If you notice a child squinting, if he or she sits close to the TV, or holds a book close to their face, they most likely have a refractive error. They might also be unaware of what’s happening in the distance. They are nearsighted, farsighted, or have astigmatism. They are born that way, but refractive errors in children can be corrected.
Our eyes act much like a camera. In order to have clear vision, light enters the cornea or the front portion of our eye, passes through the lens, and focuses directly on the retina in the back of the eye. If the light focuses in front of or behind the retina, that is a refractive error and vision is blurred or distorted.
Types Of Refractive Errors
- Myopia is the most common of the refractive errors in children. Here light enters the eye and is focused in front of the retina. A child sees images in their near vision, but cannot focus in the distance. Glasses can correct the issue. This is also known as nearsightedness. A child will struggle to see the blackboard at school.
- Hyperopia is another refractive error in children where the light focuses behind the retina. This is also known as farsightedness. Here children see clearly in the distance, but have trouble focusing on near objects. A child will struggle to read a book.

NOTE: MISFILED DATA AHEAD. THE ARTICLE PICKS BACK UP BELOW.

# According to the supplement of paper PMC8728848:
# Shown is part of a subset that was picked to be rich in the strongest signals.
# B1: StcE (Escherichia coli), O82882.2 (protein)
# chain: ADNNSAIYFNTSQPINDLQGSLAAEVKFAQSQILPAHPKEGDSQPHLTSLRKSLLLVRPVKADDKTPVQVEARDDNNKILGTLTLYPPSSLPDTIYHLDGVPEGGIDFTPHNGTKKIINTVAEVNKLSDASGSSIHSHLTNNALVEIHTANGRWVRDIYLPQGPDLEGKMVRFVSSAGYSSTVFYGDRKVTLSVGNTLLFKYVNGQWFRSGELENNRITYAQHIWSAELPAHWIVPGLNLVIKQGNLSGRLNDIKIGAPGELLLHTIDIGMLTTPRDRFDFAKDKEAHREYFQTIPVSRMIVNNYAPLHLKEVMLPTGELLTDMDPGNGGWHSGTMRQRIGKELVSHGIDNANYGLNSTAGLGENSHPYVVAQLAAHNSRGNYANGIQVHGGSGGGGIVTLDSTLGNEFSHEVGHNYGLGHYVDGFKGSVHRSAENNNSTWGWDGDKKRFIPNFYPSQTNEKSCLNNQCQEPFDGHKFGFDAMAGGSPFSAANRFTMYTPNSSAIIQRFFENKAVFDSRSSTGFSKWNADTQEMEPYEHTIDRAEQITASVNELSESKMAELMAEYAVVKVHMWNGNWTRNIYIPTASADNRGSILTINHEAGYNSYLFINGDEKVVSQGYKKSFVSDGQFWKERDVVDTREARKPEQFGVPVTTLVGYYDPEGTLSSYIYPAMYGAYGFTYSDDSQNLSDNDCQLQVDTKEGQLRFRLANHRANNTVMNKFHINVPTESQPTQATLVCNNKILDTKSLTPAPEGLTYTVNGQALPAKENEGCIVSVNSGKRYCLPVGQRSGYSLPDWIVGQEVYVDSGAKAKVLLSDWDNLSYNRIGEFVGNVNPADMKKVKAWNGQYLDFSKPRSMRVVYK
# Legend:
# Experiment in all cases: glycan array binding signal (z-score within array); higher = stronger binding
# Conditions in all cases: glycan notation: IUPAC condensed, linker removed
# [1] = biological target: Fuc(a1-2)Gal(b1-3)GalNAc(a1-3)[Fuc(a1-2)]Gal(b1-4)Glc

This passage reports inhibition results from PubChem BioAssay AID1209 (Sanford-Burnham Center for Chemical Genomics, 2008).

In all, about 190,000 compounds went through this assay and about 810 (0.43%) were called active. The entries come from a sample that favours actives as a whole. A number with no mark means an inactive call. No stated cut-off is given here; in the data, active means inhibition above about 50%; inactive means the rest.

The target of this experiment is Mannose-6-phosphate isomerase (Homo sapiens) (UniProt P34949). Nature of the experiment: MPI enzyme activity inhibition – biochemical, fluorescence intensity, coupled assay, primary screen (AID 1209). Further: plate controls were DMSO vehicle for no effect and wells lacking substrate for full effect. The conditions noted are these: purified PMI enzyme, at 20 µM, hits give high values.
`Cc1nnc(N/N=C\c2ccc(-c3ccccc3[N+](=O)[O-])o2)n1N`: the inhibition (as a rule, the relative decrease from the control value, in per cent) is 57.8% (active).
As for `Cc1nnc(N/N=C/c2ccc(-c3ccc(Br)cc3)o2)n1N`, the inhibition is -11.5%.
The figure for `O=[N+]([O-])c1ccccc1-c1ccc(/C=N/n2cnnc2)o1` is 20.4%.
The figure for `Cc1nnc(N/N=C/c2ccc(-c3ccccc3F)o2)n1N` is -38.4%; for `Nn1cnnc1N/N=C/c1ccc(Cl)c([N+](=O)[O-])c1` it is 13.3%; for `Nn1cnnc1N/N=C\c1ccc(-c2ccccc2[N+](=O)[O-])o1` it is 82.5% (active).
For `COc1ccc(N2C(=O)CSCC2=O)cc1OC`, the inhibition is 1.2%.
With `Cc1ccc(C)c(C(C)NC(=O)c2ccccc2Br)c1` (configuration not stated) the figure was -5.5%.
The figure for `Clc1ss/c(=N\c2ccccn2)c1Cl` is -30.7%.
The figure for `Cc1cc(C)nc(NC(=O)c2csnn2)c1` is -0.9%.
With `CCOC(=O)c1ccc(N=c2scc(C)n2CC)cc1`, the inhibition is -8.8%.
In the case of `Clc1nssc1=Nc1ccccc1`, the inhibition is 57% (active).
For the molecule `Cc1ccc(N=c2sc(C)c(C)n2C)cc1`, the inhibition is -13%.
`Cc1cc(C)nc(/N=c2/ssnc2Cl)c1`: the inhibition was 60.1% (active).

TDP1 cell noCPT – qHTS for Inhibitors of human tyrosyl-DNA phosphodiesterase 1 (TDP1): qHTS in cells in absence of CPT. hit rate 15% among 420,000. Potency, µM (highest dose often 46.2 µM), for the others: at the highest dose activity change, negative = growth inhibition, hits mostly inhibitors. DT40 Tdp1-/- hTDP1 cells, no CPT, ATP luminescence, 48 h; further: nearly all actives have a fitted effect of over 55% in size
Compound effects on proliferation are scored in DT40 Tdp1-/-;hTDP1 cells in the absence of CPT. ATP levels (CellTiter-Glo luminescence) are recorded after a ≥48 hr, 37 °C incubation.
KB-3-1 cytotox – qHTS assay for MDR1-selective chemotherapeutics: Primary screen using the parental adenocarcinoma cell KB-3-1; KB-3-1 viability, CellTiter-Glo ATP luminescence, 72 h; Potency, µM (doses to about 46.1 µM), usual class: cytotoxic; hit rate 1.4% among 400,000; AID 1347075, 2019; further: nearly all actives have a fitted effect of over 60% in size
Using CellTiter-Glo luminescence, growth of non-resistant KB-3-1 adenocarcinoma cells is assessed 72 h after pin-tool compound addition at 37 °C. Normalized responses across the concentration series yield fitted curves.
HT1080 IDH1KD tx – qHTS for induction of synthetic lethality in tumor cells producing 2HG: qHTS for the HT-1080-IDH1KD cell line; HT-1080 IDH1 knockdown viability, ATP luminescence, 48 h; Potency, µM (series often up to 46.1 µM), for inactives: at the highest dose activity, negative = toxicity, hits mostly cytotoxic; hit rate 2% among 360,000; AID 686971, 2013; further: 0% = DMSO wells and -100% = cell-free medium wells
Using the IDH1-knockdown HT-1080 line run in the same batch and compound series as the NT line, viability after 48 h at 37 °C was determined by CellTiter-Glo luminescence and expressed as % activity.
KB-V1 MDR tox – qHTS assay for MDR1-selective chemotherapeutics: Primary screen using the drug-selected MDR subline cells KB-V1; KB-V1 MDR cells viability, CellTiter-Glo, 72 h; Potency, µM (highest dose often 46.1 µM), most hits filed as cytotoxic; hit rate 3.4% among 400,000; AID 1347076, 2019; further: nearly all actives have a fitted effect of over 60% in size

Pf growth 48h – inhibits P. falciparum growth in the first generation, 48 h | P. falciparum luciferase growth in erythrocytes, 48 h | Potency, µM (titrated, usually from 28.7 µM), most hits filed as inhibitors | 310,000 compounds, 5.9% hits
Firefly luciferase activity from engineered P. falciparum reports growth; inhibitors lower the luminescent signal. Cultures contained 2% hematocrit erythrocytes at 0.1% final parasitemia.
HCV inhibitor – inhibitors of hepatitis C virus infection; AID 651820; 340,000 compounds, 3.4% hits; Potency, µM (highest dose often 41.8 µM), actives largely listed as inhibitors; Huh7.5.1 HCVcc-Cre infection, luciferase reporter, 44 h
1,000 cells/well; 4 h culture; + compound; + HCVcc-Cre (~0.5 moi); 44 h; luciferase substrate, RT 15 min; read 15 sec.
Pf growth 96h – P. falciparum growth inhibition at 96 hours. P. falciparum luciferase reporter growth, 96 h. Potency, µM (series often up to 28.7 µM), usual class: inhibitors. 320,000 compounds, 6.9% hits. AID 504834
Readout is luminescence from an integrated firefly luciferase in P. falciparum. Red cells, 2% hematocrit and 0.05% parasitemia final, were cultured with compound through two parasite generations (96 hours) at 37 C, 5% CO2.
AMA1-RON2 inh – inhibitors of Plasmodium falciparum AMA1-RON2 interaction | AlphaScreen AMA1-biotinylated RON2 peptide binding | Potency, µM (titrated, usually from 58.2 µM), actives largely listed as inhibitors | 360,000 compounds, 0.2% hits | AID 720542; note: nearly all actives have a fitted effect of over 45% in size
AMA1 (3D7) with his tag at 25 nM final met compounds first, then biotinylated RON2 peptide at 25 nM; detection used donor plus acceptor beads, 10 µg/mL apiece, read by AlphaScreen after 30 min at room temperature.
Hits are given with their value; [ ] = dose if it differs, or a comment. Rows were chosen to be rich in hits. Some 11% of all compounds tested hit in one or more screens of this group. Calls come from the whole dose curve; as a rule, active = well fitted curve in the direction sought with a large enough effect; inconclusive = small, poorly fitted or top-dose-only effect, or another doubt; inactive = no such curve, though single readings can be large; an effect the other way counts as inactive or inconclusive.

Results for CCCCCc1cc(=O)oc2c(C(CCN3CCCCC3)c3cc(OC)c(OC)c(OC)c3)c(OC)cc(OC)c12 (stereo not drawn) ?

- Astigmatism indicates an abnormally shaped eye which rather than being shaped like a ball, it is more like a football. This causes light to focus on more than one area of the retina resulting in distorted vision at all distances.
Importance Of Early Diagnosis
It is imperative to determine if your child is suffering with distorted or blurred vision at an early age. It is unlikely your child can tell you they are having vision problems. They may not always exhibit behaviors that indicate a vision issue, so they must be screened by a pediatric eye specialist like Pediatric Ophthalmology & Strabismus Associates in Newtown Square.
Untreated refractive errors can lead to more serious vision problems like lazy eye or strabismus, more commonly known as crossed eyes.
Refractive errors in children are quite common. Be vigilant, look for symptoms, and see a pediatric ophthalmologist for treatment.